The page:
nep-tid New Economics Papers
on Technology and Industrial Dynamics
Issue of 2010‒10‒09
four papers chosen by
Rui Baptista
Technical University of Lisbon

  1. Outsourcing and R&D Investment with Costly Patent Protection By Che, XiaoGang; Yang, Yibai; Zhang, Haoyu
  2. Firm Strategy, Location and MNE-networks By Lööf, Hans; Johansson, Borje
  3. On R&D Information Sharing and Merger By Uday Bhanu Sinha
  4. Patent Portfolio Races in Concentrated Markets for Technology By Florian Jell; Joachim Henkel

  1. By: Che, XiaoGang; Yang, Yibai; Zhang, Haoyu
    Abstract: We analyse decisions of firms on outsourcing of intermediate goods and R&D investment. If firms choose in-house production, a high profit discount is incurred due to the inefficiency of producing the intermediate goods, whereas if firms search for and outsource to specialists, the production costs decrease, but an imitation risk arises by specialists, who may become competitors in the final-good market. Accordingly, patents are used to mitigate this possibility, which are costly. We show that in outsourcing, all firms outsource to the same specialist to minimise the possibility of successful imitation in equilibrium. Moreover, firms still invest in R\&D activities and outsource their intermediate goods with some patent protection even though the selected specialist put effort into imitation.
    Keywords: Patents; Outsourcing; Imitation.
    JEL: D21 D23
    Date: 2010–09–28
  2. By: Lööf, Hans (CESIS - Centre of Excellence for Science and Innovation Studies, Royal Institute of Technology); Johansson, Borje (CESIS - Centre of Excellence for Science and Innovation Studies, Royal Institute of Technology)
    Abstract: This paper asks three explicit questions, where the first one concerns the impact of a firm’s choice of innovation strategy and knowledge resources. The study aims at confirming that firms with a strategy with R&D persistency have a markedly higher productivity, profitability and wage level than other firms. The second question is focused on the location of firms, with a distinction between firms dwelling in a metropolitan region and other firms. The hypothesis is that a metropolitan knowledge milieu may augment the performance of firms. The third question concerns knowledge exchange in regional and global networks that pertain to multinational affiliates. Applying Swedish data on individual firms and their location, the paper shows that firm performance is significantly higher when the three factors R&D persistency, metropolitan location and affiliation to a multinational group are combined.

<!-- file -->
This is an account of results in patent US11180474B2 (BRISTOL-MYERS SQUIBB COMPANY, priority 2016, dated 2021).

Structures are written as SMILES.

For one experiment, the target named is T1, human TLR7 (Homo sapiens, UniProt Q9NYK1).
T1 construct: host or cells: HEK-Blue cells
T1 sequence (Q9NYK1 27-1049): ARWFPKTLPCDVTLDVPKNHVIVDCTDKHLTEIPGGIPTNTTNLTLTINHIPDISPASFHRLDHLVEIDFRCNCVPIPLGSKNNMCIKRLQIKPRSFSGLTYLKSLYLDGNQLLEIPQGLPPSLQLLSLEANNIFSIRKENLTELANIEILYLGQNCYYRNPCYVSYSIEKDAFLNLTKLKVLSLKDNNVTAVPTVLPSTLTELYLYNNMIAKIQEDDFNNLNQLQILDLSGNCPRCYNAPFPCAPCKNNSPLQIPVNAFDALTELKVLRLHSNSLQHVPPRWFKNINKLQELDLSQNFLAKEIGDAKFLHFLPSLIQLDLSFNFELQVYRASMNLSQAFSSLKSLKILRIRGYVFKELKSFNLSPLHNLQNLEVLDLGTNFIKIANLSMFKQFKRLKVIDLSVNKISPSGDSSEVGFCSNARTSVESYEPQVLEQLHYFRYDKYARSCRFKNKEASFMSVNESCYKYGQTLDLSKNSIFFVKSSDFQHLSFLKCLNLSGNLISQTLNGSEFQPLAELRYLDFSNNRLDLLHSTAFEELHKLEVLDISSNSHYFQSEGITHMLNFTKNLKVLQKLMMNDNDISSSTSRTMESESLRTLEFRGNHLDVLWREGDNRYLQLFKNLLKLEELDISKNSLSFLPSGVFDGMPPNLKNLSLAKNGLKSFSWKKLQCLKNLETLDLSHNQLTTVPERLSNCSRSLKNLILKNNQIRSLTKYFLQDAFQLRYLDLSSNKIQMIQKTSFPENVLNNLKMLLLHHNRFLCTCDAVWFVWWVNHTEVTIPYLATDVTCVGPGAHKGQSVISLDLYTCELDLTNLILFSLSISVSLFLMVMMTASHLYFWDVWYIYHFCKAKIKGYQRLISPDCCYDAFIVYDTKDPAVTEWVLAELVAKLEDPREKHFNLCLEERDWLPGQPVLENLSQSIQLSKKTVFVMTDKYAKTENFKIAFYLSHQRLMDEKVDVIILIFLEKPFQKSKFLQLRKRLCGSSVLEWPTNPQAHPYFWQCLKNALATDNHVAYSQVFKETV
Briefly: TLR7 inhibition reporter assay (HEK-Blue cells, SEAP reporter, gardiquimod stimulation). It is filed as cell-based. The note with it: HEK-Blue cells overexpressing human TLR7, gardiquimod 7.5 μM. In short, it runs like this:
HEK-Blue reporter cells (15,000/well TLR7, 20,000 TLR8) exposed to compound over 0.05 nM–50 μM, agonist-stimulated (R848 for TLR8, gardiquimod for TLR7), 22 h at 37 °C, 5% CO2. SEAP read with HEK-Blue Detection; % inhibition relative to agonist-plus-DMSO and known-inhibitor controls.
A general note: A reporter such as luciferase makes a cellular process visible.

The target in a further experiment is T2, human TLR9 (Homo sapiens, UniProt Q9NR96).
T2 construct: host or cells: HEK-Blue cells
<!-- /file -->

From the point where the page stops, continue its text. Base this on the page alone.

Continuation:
Keywords: R&D; knowledge; productivity; profitability; regional milieu
    JEL: F23 L25 O31 O33 R11
    Date: 2010–09–28
  3. By: Uday Bhanu Sinha
    Abstract: The paper deals with the issue of information sharing in a Cournot duopoly by an innovating firm in the face of a merger with its rival. The innovating firm would share information about the cost realization with its rival provided the market size is relatively small or, the R&D technology is relatively more efficient in a medium market size. However, in a large market, or in a medium market size with less efficient R&D technology, the innovating firm does not share information with its rival. They also show that the social welfare may be higher under incomplete information regime. [Working Paper No. 145]
    Keywords: Information sharing, market size, R&D, merger and welfare
    Date: 2010
  4. By: Florian Jell; Joachim Henkel
    Abstract: Patent application numbers grow exponentially in many industries, a phenomenon that has been linked to high fragmentation of patent ownership. Contradicting these findings and theoretical arguments, we show that such fragmentation is not a precondition for sudden and strong increases in patenting. We describe and analyze a patent portfolio race in an industry with highly concentrated patent ownership, namely the newspaper printing machines oligopoly. Triangulating data from patent analysis, interviews, and document research, we find that patent strategy change by one player triggered a patent portfolio race with its main competitor. Implications for managers are that increasing patent output may yield temporary advantages but, as in a price war, implies the risk of a prisoner’s dilemma-type outcome with potentially severe implications for effectiveness and efficiency of the innovation process.
    Keywords: Patent Strategy; Motives to Patent; Intellectual Property; Patent Thickets
    Date: 2010

This nep-tid issue is ©2010 by Rui Baptista. It is provided as is without any express or implied warranty. It may be freely redistributed in whole or in part for any purpose. If distributed in part, please include this notice.
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